A heart-wrenching video took social media by storm this weekend in which a beautiful little brown-skinned baby, Ariyonna, breaks out into tears after confessing to her hairdresser, that she was “ugly.”
The 4-year-old has gained attention throughout social media and the hairdresser has even updated a new mantra that she’s given Ariyonna to repeat on the daily.
View this post on Instagram
The video serves as a reminder that we must uplift and love on our young queens, prompting them to know their beauty and worth no matter what type of standards the world projects on them.
“From a sista who looks a lot like you….you were born worthy therefore you were born beautiful,” Viola Davis penned an inspirational message to Ariyonna via Instagram. Celebs like Jada Pinkett Smith, Gabrielle Union, and Tika Sumpter also chimed in with messages of love, with Sumpter even noting that she does what she does for little girls like Ariyonna.
Matthew A. Cherry, a recent Oscar winner for his short film “Hair Love”, has even called on #ArtTwitter to “get a collection of drawings together of this sweet little girl who mistakenly called herself ugly,” and the outpouring of love for Ariyonna from the Black community is something we love to see!
Like Ariyonna’s hairdresser, we may encounter little brown-skinned babies who are struggling with the same feelings. Here are 5 ways to pour into those Black princesses in your life:
- Surround her with beautiful images of black people in media, art, and books. As humans, we tend to have a more positive reaction to things that we are familiar with. Be sure there’s representation of beautiful Black women throughout your house.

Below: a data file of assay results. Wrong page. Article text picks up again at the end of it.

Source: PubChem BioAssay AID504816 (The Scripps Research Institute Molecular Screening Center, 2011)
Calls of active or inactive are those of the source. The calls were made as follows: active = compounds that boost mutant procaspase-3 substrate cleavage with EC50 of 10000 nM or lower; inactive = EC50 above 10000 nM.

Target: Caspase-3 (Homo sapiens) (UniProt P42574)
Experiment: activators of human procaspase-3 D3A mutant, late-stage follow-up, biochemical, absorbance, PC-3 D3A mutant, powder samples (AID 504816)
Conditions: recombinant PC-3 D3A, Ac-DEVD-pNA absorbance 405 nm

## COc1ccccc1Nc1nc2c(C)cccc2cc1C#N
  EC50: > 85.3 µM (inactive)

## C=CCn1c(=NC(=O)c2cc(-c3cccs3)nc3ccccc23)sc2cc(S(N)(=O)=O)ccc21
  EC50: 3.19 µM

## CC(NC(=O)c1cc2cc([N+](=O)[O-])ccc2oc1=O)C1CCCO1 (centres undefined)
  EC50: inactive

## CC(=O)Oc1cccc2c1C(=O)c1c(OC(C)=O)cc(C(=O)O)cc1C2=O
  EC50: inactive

- Speak well of yourself and other women. Self-esteem can be passed down from mother to daughter so be sure your child can hear you speak positively about yourself and other women in your life.
- Practice daily affirmations. Giving praise through words and actions is a great way to instill self-confidence. Tell her every day the things that make her beautiful and have her repeat those phrases back to you.
- Limit media. Society doesn’t do the best job of portraying Black women, oftentimes we’re over-sexualized and forced into European standards of beauty when we were never made to look that way. Monitor her access to images/videos in the media as they can permeate the mind.
- Listen. When a child is talking, don’t dismiss them. Their voices have power and should be heard. Even if it doesn’t seem important to you, pay attention. This will make your child know, that what they say, matters. Engage in the conversation and show her that her thoughts and opinions are valid.